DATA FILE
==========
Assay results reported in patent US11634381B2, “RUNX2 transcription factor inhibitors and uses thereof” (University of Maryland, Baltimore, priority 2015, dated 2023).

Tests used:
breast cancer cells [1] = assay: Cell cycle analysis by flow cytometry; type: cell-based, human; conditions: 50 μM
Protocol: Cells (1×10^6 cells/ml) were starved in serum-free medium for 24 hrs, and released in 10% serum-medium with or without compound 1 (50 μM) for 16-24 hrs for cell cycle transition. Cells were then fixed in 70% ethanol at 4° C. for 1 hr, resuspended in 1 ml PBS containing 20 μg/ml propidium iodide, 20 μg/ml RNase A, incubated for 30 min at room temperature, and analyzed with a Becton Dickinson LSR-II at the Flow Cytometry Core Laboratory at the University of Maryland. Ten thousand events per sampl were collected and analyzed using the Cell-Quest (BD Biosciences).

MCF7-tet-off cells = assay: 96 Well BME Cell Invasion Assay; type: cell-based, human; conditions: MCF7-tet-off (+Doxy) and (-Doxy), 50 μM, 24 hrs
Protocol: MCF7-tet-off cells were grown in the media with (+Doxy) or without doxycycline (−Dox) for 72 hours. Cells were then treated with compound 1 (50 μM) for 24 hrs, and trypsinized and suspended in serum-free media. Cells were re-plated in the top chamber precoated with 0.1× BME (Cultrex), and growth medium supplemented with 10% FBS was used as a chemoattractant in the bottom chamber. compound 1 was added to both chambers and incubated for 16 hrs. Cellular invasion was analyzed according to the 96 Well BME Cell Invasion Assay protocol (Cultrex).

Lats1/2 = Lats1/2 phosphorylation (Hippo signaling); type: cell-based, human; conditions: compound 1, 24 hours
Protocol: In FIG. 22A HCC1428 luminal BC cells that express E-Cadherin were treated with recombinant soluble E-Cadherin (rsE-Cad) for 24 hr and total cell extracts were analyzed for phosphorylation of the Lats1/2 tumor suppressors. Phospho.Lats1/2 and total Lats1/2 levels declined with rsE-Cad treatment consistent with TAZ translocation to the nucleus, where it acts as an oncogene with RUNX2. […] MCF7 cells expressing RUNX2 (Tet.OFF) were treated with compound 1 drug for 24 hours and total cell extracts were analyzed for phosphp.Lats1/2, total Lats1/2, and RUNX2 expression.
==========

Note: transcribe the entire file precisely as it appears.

Assay results reported in patent US11634381B2, “RUNX2 transcription factor inhibitors and uses thereof” (University of Maryland, Baltimore, priority 2015, dated 2023).

Tests used:
breast cancer cells [1] = assay: Cell cycle analysis by flow cytometry; type: cell-based, human; conditions: 50 μM
Protocol: Cells (1×10^6 cells/ml) were starved in serum-free medium for 24 hrs, and released in 10% serum-medium with or without compound 1 (50 μM) for 16-24 hrs for cell cycle transition. Cells were then fixed in 70% ethanol at 4° C. for 1 hr, resuspended in 1 ml PBS containing 20 μg/ml propidium iodide, 20 μg/ml RNase A, incubated for 30 min at room temperature, and analyzed with a Becton Dickinson LSR-II at the Flow Cytometry Core Laboratory at the University of Maryland. Ten thousand events per sampl were collected and analyzed using the Cell-Quest (BD Biosciences).

MCF7-tet-off cells = assay: 96 Well BME Cell Invasion Assay; type: cell-based, human; conditions: MCF7-tet-off (+Doxy) and (-Doxy), 50 μM, 24 hrs
Protocol: MCF7-tet-off cells were grown in the media with (+Doxy) or without doxycycline (−Dox) for 72 hours. Cells were then treated with compound 1 (50 μM) for 24 hrs, and trypsinized and suspended in serum-free media. Cells were re-plated in the top chamber precoated with 0.1× BME (Cultrex), and growth medium supplemented with 10% FBS was used as a chemoattractant in the bottom chamber. compound 1 was added to both chambers and incubated for 16 hrs. Cellular invasion was analyzed according to the 96 Well BME Cell Invasion Assay protocol (Cultrex).

Lats1/2 = Lats1/2 phosphorylation (Hippo signaling); type: cell-based, human; conditions: compound 1, 24 hours
Protocol: In FIG. 22A HCC1428 luminal BC cells that express E-Cadherin were treated with recombinant soluble E-Cadherin (rsE-Cad) for 24 hr and total cell extracts were analyzed for phosphorylation of the Lats1/2 tumor suppressors. Phospho.Lats1/2 and total Lats1/2 levels declined with rsE-Cad treatment consistent with TAZ translocation to the nucleus, where it acts as an oncogene with RUNX2. […] MCF7 cells expressing RUNX2 (Tet.OFF) were treated with compound 1 drug for 24 hours and total cell extracts were analyzed for phosphp.Lats1/2, total Lats1/2, and RUNX2 expression.